NUMA node. In a DPDK app there is a master core which will (usually) perform
   memory allocation. It is important that some of the hugepages are reserved
   on the NUMA memory node where the network device is attached. This is because
   of a restriction in DPDK by which TX and RX descriptors rings must be created
   on the master code.

   Per-node allocation of hugepages may be inspected and controlled using sysfs.
   For example:

   .. code-block:: console

      cat /sys/devices/system/node/node0/hugepages/hugepages-2048kB/nr_hugepages

   For a NUMA system there will be a specific hugepage directory per node
   allowing control of hugepage reservation. A common problem may occur when
   hugepages reservation is performed after the system has been working for
   some time. Configuration using the global sysfs hugepage interface will
   succeed but the per-node allocations may be unsatisfactory.

   The number of hugepages that need to be reserved depends on how the app uses
   TX and RX descriptors, and packets mbufs.

#. **Enable SR-IOV on the NFP-6xxx device:** The current NFP PMD works with
   Virtual Functions (VFs) on a NFP device. Make sure that one of the Physical
   Function (PF) drivers from the above Github repository is installed and
   loaded.

   Virtual Functions need to be enabled before they can be used with the PMD.
   Before enabling the VFs it is useful to obtain information about the
   current NFP PCI device detected by the system:

   .. code-block:: console

      lspci -d19ee:

   Now, for example, configure two virtual functions on a NFP-6xxx device
   whose PCI system identity is "0000:03:00.0":

   .. code-block:: console

      echo 2 > /sys/bus/pci/devices/0000:03:00.0/sriov_numvfs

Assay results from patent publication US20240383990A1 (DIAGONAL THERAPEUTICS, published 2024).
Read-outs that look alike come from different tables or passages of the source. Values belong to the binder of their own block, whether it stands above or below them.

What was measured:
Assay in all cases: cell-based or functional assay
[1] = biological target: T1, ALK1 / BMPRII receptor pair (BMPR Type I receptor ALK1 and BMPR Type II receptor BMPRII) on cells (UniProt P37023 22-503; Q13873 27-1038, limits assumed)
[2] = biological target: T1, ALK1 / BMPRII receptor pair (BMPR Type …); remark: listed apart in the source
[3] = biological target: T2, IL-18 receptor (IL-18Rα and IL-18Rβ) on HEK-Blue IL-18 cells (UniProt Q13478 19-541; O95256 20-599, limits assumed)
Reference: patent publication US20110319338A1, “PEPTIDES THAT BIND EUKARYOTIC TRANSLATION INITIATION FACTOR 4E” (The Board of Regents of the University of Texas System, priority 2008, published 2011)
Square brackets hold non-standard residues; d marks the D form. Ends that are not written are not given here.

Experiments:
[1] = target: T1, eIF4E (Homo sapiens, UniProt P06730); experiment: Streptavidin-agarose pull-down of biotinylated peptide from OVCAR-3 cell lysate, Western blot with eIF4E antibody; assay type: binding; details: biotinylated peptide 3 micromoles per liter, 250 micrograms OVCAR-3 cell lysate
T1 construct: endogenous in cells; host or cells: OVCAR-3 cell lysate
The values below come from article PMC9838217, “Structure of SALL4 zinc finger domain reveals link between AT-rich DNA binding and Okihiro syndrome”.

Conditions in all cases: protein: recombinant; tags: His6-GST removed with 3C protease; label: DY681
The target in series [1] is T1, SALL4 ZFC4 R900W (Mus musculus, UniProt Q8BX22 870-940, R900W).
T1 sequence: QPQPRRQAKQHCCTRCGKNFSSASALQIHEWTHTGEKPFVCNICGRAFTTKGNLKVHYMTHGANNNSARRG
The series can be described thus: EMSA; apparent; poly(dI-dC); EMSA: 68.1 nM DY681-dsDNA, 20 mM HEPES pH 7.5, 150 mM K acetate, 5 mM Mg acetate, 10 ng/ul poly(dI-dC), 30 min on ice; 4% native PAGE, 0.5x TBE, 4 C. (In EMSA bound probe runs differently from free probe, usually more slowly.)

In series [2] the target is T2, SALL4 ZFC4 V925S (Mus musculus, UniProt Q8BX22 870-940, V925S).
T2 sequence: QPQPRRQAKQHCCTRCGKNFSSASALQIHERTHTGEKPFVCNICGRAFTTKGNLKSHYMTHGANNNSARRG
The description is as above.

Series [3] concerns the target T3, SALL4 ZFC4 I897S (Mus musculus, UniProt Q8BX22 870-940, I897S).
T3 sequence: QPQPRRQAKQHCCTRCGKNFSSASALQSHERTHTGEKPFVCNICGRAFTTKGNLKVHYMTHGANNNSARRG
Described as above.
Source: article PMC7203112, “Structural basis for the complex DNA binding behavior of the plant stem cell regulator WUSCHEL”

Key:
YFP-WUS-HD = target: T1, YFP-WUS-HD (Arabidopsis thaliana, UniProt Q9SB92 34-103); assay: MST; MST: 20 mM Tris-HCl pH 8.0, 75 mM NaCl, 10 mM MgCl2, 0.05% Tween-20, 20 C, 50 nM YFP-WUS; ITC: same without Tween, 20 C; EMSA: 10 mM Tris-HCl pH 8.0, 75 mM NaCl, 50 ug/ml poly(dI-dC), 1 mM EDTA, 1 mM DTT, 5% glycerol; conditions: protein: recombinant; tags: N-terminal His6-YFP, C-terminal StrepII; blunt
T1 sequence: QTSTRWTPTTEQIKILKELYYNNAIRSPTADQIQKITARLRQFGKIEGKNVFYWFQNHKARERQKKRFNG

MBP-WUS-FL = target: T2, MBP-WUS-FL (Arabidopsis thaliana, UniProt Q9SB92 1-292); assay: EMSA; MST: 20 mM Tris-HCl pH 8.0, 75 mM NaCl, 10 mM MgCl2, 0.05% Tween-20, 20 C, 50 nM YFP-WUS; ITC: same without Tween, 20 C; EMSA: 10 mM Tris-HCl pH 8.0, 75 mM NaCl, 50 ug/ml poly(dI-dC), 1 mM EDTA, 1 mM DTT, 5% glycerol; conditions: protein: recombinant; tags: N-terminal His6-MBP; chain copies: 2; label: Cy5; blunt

The result of this command may be shown using lspci again:

   .. code-block:: console

      lspci -d19ee: -k

   Two new PCI devices should appear in the output of the above command. The
   -k option shows the device driver, if any, that devices are bound to.
   Depending on the modules loaded at this point the new PCI devices may be
   bound to nfp_netvf driver.

#. **To install the uio kernel module (manually):** All major Linux
   distributions have support for this kernel module so it is straightforward
   to install it:

   .. code-block:: console

      modprobe uio

   The module should now be listed by the lsmod command.

#. **To install the igb_uio kernel module (manually):** This module is part
   of DPDK sources and configured by default (CONFIG_RTE_EAL_IGB_UIO=y).

   .. code-block:: console

      modprobe igb_uio.ko

   The module should now be listed by the lsmod command.

   Depending on which NFP modules are loaded, it could be necessary to
   detach NFP devices from the nfp_netvf module. If this is the case the
   device needs to be unbound, for example:

   .. code-block:: console

      echo 0000:03:08.0 > /sys/bus/pci/devices/0000:03:08.0/driver/unbind

      lspci -d19ee: -k

   The output of lspci should now show that 0000:03:08.0 is not bound to
   any driver.

   The next step is to add the NFP PCI ID to the IGB UIO driver:

   .. code-block:: console

      echo 19ee 6003 > /sys/bus/pci/drivers/igb_uio/new_id

   And then to bind the device to the igb_uio driver:

   .. code-block:: console

      echo 0000:03:08.0 > /sys/bus/pci/drivers/igb_uio/bind

      lspci -d19ee: -k

   lspci should show that device bound to igb_uio driver.

#. **Using scripts to install and bind modules:** DPDK provides scripts which are
   useful for installing the UIO modules and for binding the right device to those
   modules avoiding doing so manually:

   * **dpdk-setup.sh**
   * **dpdk-devbind.py**

   Configuration may be performed by running dpdk-setup.sh which invokes
   dpdk-devbind.py as needed. Executing dpdk-setup.sh will display a menu of
   configuration options.